Strange matter

UAlberta physicist spotlights "strange hybrids" for a prominent journal's review of recent research in condensed matter physics.

Suzette Chan - 22 September 2015

(Edmonton) The prestigious science journal, Nature Physics, recently published a progress article on condensed matter theory by University of Alberta Assistant Professor Joseph Maciejko.

A progress article is a short review article that surveys recent progress in a rapidly developing field. Maciejko, who is the Canada Research Chair for Condensed Matter Theory, wrote about fractionalized topological insulators, an idea that he, his co-author (Gregory A. Fiete of University of Texas, Austin), and other physicists around the world are researching.

While it's been established that most solids are usually either metals or insulators, a topological insulator is a strange hybrid between the two.

"A topological insulator is insulating, meaning that electricity cannot flow through its interior. However, electric currents can flow on its surface," Maciejko says. "While electrical conduction in ordinary metals is always accompanied by heat dissipation - as anyone who has ever held a hot laptop on their lap knows - electrical conduction on the surface of a topological insulator does not dissipate heat at all. This makes topological insulators particularly interesting for applications to low-power, energy-efficient electronics."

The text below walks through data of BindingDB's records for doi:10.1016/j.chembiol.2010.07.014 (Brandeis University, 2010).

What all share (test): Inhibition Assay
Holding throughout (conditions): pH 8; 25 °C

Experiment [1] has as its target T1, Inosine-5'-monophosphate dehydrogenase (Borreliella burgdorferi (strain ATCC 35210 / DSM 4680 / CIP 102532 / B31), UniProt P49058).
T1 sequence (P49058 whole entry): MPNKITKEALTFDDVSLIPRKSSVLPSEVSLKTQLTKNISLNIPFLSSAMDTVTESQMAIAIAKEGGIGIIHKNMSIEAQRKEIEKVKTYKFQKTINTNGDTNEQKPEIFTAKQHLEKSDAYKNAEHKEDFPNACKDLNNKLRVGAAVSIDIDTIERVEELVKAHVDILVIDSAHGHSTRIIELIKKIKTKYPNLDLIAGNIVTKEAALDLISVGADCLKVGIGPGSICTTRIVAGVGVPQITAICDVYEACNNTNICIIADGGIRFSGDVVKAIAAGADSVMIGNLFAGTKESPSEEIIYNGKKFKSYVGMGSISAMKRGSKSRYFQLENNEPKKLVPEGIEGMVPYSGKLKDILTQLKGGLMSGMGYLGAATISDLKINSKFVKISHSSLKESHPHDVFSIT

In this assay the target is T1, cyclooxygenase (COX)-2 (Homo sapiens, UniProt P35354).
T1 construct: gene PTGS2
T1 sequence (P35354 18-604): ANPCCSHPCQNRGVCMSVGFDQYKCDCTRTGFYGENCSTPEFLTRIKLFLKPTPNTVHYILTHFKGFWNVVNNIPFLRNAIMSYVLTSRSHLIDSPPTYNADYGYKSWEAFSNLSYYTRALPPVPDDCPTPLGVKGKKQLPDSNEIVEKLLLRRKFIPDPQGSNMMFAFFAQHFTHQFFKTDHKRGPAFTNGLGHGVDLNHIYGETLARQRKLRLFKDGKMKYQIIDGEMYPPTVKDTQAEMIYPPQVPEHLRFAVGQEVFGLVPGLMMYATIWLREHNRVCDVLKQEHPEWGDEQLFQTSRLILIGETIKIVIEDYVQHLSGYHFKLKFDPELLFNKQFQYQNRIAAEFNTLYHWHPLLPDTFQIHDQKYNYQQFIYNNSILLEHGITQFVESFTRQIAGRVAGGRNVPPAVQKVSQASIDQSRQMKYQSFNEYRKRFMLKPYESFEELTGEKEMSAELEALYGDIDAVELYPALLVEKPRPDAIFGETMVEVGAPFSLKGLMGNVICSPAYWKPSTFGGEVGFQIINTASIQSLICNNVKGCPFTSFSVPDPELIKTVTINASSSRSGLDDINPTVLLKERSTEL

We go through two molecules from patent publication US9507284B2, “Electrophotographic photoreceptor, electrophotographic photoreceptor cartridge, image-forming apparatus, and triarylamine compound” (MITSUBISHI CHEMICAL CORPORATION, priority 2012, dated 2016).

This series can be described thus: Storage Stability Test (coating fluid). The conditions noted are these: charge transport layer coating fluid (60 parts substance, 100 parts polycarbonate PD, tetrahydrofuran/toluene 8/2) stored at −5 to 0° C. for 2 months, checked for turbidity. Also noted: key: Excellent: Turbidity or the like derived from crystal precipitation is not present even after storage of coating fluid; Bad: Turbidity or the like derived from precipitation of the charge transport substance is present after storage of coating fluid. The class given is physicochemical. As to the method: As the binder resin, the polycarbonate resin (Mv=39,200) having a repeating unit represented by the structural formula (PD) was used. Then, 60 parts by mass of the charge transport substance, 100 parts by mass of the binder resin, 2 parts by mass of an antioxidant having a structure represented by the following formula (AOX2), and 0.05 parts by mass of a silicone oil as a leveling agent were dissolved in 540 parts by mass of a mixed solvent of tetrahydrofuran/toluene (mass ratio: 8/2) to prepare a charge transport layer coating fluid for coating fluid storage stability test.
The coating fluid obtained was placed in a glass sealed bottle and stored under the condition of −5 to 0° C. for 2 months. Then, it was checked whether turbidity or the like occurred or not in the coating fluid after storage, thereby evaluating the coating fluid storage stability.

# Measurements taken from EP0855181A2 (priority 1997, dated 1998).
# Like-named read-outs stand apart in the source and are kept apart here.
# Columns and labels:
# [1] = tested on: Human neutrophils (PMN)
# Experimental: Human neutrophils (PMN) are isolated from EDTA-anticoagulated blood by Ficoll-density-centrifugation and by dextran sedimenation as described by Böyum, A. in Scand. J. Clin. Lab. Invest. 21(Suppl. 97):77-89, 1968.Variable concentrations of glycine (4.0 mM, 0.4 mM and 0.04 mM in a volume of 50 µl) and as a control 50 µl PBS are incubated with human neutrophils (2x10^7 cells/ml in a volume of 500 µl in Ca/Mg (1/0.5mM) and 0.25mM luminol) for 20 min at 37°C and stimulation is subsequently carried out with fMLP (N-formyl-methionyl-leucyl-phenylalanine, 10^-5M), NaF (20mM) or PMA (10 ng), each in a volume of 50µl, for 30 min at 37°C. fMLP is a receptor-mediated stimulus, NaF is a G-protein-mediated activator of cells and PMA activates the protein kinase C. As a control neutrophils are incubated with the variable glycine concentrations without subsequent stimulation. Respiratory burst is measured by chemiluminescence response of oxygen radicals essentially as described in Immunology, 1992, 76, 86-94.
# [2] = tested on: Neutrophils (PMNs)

Meanwhile, electrons in a fractionalized topological insulator behave unusually. "The behaviour of a fractionalized topological insulator is best described by collective motions of large numbers of electrons, which acquire an identity of their own -- just like a tsunami is better described by a single wave than by a collection of water molecules."

Maciejko says that these collective motions - also known as quasiparticles - acquire strange properties, such as carrying exactly one-third of the charge of an electron. "These counterintuitive effects are a consequence of the laws of quantum mechanics, which electrons, like all subatomic particles, must obey."

The experimental search for a fractionalized topological insulator is currently ongoing. Physicists hypothesize that the phenomenon may occur in materials such as iridium compounds and systems of ultracold atoms in optical lattices.

Joseph Maciejko's progress report on research in this field can be found here: